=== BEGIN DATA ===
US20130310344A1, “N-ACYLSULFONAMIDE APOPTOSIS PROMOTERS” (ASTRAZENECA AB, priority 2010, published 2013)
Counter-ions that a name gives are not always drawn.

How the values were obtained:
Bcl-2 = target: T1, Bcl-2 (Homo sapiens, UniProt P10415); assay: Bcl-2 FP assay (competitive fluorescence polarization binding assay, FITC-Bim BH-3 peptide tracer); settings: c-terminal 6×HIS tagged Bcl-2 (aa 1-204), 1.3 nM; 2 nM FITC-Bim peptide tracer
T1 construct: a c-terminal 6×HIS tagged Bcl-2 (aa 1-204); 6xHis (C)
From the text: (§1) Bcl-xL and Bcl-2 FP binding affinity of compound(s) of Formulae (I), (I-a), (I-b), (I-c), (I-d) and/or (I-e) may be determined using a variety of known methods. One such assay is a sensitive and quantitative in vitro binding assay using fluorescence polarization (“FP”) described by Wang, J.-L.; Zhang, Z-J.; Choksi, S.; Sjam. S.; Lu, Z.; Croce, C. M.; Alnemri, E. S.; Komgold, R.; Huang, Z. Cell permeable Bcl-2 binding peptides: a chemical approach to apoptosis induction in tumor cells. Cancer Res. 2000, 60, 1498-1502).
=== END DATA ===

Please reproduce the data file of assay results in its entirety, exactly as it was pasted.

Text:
US20130310344A1, “N-ACYLSULFONAMIDE APOPTOSIS PROMOTERS” (ASTRAZENECA AB, priority 2010, published 2013)
Counter-ions that a name gives are not always drawn.

How the values were obtained:
Bcl-2 = target: T1, Bcl-2 (Homo sapiens, UniProt P10415); assay: Bcl-2 FP assay (competitive fluorescence polarization binding assay, FITC-Bim BH-3 peptide tracer); settings: c-terminal 6×HIS tagged Bcl-2 (aa 1-204), 1.3 nM; 2 nM FITC-Bim peptide tracer
T1 construct: a c-terminal 6×HIS tagged Bcl-2 (aa 1-204); 6xHis (C)
From the text: (§1) Bcl-xL and Bcl-2 FP binding affinity of compound(s) of Formulae (I), (I-a), (I-b), (I-c), (I-d) and/or (I-e) may be determined using a variety of known methods. One such assay is a sensitive and quantitative in vitro binding assay using fluorescence polarization (“FP”) described by Wang, J.-L.; Zhang, Z-J.; Choksi, S.; Sjam. S.; Lu, Z.; Croce, C. M.; Alnemri, E. S.; Komgold, R.; Huang, Z. Cell permeable Bcl-2 binding peptides: a chemical approach to apoptosis induction in tumor cells. Cancer Res. 2000, 60, 1498-1502).